As TikTok’s popularity and earnings soar, the company has decided to crack down on political content creators—sometimes with thousands of followers—who violate the app’s policies against paid political ads. TikTok says it has been aware of the problem since 2020, but it became an issue of public concern in 2021. That’s when the Washington Post and The Mozilla Foundation uncovered TikToks from both left- and right-wing content creators that appeared to be violating FTC guidelines, which require, at a minimum, that posts must be marked with an “#ad” hashtag.
TikTok has always left it up to content creators to self-disclose when they conduct deals with business partners off-site. However, in June 2021, the company made it easier to flag posts as ads (or “branded content”) in an effort to encourage more self-disclosure. Mozilla considered this a step in the right direction, but it recommended that TikTok work harder ahead of the next elections to promptly remove undisclosed paid political ads.
This week, TikTok appears to have taken that advice, with its head of US safety, Eric Han, announcing that the company will remove any content that violates TikTok’s rules on paid political ads. To prepare creators for stricter enforcement, Han said TikTok will post an educational series in its Creator Portal and host briefings with content creators to ensure “the rules of the road are abundantly clear when it comes to paid content around elections.”
“TikTok does not allow paid political ads, and that includes content influencers are paid to create,” Han wrote. “We work to educate creators about the responsibilities they have to abide by [in] our Community Guidelines and Advertising policies as well as FTC guidelines.”
The content creator loophole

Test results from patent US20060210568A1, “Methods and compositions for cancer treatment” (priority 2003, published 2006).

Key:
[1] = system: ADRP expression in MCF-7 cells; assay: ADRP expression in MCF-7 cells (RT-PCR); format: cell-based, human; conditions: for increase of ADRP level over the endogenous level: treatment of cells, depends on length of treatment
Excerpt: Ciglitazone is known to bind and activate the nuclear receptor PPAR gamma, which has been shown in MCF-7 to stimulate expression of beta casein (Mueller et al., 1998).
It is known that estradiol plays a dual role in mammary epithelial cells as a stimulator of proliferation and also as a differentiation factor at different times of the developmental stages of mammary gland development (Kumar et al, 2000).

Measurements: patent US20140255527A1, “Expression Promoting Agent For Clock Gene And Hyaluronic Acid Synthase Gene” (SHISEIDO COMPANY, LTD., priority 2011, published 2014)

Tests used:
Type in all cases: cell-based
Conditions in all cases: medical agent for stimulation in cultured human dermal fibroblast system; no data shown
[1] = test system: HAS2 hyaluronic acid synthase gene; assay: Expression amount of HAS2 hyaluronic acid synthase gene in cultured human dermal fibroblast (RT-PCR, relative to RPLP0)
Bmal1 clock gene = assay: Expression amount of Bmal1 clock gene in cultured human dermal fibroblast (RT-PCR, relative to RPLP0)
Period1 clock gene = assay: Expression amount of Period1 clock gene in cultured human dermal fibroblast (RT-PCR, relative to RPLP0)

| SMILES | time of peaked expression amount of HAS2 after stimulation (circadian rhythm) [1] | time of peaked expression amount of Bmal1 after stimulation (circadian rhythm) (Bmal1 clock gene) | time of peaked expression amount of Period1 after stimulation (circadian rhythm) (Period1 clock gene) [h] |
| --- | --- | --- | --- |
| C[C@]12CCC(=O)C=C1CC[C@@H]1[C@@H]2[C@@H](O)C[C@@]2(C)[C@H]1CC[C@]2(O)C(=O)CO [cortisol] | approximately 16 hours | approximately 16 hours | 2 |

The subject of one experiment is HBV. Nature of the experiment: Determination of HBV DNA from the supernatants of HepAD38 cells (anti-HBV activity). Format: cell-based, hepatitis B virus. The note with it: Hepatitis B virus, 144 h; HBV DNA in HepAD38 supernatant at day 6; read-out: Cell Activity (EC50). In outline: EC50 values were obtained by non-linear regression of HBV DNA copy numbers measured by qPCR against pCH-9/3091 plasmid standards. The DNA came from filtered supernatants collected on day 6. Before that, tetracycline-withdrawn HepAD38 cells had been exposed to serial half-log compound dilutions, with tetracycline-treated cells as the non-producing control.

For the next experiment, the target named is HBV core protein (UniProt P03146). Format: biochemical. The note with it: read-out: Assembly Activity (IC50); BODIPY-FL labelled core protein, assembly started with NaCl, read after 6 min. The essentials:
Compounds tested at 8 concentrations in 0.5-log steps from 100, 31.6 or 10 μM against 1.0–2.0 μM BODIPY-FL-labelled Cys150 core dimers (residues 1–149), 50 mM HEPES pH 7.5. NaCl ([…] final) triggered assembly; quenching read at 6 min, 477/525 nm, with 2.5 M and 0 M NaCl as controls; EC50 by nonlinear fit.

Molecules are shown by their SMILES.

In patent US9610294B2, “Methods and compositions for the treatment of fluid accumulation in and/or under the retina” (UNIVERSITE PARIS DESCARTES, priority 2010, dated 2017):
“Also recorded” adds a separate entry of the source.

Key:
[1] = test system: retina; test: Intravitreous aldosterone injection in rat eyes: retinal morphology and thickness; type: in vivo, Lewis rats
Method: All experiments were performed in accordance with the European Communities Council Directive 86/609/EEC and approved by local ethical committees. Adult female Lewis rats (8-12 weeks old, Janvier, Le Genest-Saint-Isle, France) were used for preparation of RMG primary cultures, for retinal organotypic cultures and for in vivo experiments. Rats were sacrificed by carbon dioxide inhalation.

TikTok banned paid political ads on its platform in 2019, but according to Reuters, content creators became a “loophole” that campaign strategists could exploit to spread messaging on the platform. It’s not just a TikTok problem, either. The Washington Post reported in 2020 that conservative nonprofit Turning Point USA “was recruiting and paying young people” on Facebook and Twitter “to pump out false messages about voter fraud, the coronavirus, and Joe Biden in order to bolster Trump’s re-election campaign.”
Mozilla said that it has become “urgent” for popular platforms like TikTok to change how they moderate content, or they risk ongoing undetected violations by bad actors. In 2018, for example, Mozilla exposed tax filings showing that TPUSA spent millions of dollars developing services that include “influencer media programs” with hundreds of content creators. The tax documents indicated that these funds are dedicated to ensuring the organization’s “long-term vitality.” Mozilla also found a small grassroots progressive political action committee called “The 99 Problems” that it said paid creators to spread pro-Biden messaging without disclosing that the posts were sponsored.
TPUSA and The 99 Problems didn’t immediately respond to questions from Ars asking if anything has changed about how they run influencer media programs.
In a press briefing described in a Reuters report, Hans said that TikTok is adding internal teams to help spot content violations. TikTok will also continue depending on outside reports from researchers and media outlets to track the scope of the issue. Experts say TikTok should share more data to support those efforts.
This week, TikTok also announced that it would work with accredited fact-checking organizations to prevent election misinformation from spreading in both unmarked ads and other general posts. Han said that TikTok’s policy is to restrict any content that is being fact-checked from its recommended “For You” pages.
TikTok did not immediately respond to Ars’ request for comment.